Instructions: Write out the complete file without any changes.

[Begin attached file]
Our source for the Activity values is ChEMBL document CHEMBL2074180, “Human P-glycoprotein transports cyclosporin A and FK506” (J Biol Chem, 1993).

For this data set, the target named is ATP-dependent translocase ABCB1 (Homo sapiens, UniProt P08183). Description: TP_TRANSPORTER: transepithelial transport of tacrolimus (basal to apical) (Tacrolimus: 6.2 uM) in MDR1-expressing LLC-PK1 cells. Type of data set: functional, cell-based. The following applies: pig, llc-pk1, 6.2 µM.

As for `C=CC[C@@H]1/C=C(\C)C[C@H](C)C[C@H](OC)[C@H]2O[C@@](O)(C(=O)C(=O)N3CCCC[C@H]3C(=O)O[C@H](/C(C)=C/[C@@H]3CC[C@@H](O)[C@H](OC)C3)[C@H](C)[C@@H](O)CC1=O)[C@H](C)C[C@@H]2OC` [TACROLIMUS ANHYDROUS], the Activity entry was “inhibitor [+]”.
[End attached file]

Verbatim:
Our source for the Activity values is ChEMBL document CHEMBL2074180, “Human P-glycoprotein transports cyclosporin A and FK506” (J Biol Chem, 1993).

For this data set, the target named is ATP-dependent translocase ABCB1 (Homo sapiens, UniProt P08183). Description: TP_TRANSPORTER: transepithelial transport of tacrolimus (basal to apical) (Tacrolimus: 6.2 uM) in MDR1-expressing LLC-PK1 cells. Type of data set: functional, cell-based. The following applies: pig, llc-pk1, 6.2 µM.

As for `C=CC[C@@H]1/C=C(\C)C[C@H](C)C[C@H](OC)[C@H]2O[C@@](O)(C(=O)C(=O)N3CCCC[C@H]3C(=O)O[C@H](/C(C)=C/[C@@H]3CC[C@@H](O)[C@H](OC)C3)[C@H](C)[C@@H](O)CC1=O)[C@H](C)C[C@@H]2OC` [TACROLIMUS ANHYDROUS], the Activity entry was “inhibitor [+]”.